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His life is lived apart from his two sons and having to deal with such predicament of disrespectful grandchildren. As an embittered veteran of the Korean War, he is widowed by his wife whose last wishes were for Walt was confession and retirement to his ill-feelings towards “other” people. For Walt’s, he trusts no one but his M-1 rifle which he makes it clean all the time and Daisy, his Labrador. Walt, an old man, is described as an ill-tempered person full of resentment and stubborn notions.
Walt Kowalski had no choice but to live surrounded by Hmong immigrants whom he despises greatly when all his neighbors have gone or transferred to another place. His prejudice over the Southeast Asian people is shown through his resentment in everything he sees about them which are foreign to him. He hates most the teenagers who belong to gangs of Hmong and Latino and African-American youth who think and act as if the whole neighborhood is their possession. The Hmong, who live next door, along with gang bangers roaming around the streets, displeases Walt.
In one evening, when Thao, a member of Hmong settlers, steals Walt’s 1972 Gran Torino prized possession to please the gang he wished to join. Equipped with his prejudgment among those people, Walt abhors their lack of morals. Then he discovers that Thao’s cousin, who is among the gang, compels Thao to steal his vintage car as an initiation. Thao’s family make amends by insisting him to work for Walt.
As much as possible, Walt resented any dealings with the immigrants but he was forced to accept which eventually led to a deeper relationship with them as the days go by. Later development made Walt realize the warmth and love of the Hmongs. He discovers and realizes certain truths about them due to their continued kindness. The Hmongs were provincial refugees in the past. Now becomes his friends and a defender of them too.
Universal adage says, “there’s always a second chance.’ In the film,
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Lead character Jasmin Munchgstettner played by Marianne Sagebrecht is a German tourist with her husband played by Hans Stadlbauer. While driving across the California desert, the couple has a fight and she stormed out of the car, odging her suitcase out of the trunk to thesolitary highway as her husband drove off.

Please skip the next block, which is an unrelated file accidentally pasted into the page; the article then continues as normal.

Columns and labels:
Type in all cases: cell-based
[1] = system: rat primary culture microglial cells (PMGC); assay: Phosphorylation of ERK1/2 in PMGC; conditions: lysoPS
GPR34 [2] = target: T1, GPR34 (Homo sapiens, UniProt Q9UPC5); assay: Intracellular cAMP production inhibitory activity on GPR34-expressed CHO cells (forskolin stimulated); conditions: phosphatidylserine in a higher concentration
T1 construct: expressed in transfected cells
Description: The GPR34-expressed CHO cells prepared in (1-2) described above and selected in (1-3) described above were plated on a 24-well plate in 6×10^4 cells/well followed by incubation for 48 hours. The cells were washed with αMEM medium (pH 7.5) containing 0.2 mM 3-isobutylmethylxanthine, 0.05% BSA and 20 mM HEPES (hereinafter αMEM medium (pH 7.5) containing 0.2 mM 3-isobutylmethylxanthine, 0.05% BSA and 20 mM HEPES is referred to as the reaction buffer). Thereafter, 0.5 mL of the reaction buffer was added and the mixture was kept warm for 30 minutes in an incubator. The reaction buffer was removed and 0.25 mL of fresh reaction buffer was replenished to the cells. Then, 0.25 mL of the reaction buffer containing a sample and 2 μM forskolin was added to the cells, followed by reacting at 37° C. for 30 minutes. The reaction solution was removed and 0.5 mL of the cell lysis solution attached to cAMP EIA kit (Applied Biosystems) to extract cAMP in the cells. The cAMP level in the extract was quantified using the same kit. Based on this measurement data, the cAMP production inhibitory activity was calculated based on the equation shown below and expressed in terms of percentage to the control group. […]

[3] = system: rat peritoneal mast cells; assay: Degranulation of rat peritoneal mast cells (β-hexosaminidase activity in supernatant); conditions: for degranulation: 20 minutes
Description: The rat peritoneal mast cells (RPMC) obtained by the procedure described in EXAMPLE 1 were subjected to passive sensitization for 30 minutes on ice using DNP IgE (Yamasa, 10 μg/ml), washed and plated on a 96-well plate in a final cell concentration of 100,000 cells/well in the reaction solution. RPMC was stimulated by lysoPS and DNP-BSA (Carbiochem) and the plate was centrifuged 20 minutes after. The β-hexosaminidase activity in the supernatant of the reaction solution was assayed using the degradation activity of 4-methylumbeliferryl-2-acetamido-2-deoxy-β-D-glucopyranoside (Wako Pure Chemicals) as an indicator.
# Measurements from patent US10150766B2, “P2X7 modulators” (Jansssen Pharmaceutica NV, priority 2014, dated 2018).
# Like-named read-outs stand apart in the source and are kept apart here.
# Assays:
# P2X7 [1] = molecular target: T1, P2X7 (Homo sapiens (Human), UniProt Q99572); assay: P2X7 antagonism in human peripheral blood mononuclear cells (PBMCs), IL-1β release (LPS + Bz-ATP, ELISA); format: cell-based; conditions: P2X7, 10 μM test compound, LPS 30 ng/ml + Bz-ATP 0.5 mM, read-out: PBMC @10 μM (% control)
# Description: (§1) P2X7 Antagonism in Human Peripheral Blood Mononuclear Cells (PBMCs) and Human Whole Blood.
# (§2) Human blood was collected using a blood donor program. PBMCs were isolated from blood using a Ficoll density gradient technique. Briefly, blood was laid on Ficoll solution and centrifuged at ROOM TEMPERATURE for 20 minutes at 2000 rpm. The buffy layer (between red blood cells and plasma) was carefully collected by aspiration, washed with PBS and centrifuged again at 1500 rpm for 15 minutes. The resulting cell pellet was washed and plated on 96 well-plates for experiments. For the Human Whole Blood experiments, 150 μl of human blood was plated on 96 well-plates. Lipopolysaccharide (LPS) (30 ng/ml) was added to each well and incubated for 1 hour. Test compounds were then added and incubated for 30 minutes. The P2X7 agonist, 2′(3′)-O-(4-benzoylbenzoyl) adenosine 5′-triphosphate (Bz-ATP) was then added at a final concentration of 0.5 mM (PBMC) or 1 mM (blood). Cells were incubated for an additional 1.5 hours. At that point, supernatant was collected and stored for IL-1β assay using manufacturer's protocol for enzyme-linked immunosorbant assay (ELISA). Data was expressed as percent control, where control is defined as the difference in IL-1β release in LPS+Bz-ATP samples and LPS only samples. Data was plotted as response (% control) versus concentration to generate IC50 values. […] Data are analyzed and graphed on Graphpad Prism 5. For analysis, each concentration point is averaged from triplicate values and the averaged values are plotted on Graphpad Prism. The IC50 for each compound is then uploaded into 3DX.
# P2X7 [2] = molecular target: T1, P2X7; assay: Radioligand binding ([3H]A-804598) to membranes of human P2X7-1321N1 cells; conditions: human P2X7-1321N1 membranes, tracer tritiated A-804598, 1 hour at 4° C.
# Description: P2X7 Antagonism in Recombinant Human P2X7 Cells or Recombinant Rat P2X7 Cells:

There, Jack, who is to be married, has several sexual affairs and Miles continues to act depressed and does not recognize that a woman is interested in him. Since this movie shows several different ways that social perception works to influence Miles’ and Jacks’ behavior, this paper will show the specific scenes which show specific principles underlying the social perception theory, which is a subset of social psychology.
It is very noticeable that there were only minimal actions in the film and more on conversations. The movie lines were generally entertaining. There were a number of funny dialogues particularly every time they mocked each other. A lot of them depicted the great and fond memories they had made together nine years back.
These events took place at a time when no one was brave enough to address the issue. All over the world, people saw it happen in their televisions, they saw the genocide and carnage images, but they dismissed these happenings with ignorance and carried on their daily activities.
Upon its release, The Gods must be crazy broke all box office record in South Africa (Pfaff, 2004). It was later on released in the United States in 1884 and was well received, breaking the box office record for foreign movies in America. The movie also did very well in other countries across Europe and Asia, breaking all box office record in Japan (Pfaff, 2004).
Tarantino explores the deeper aspects of the story, taking a page from each of the robbers' lives and delving down into their inner motivations, their pasts helping the audience to understand how they've come to this place, the warehouse where the majority of the action takes place.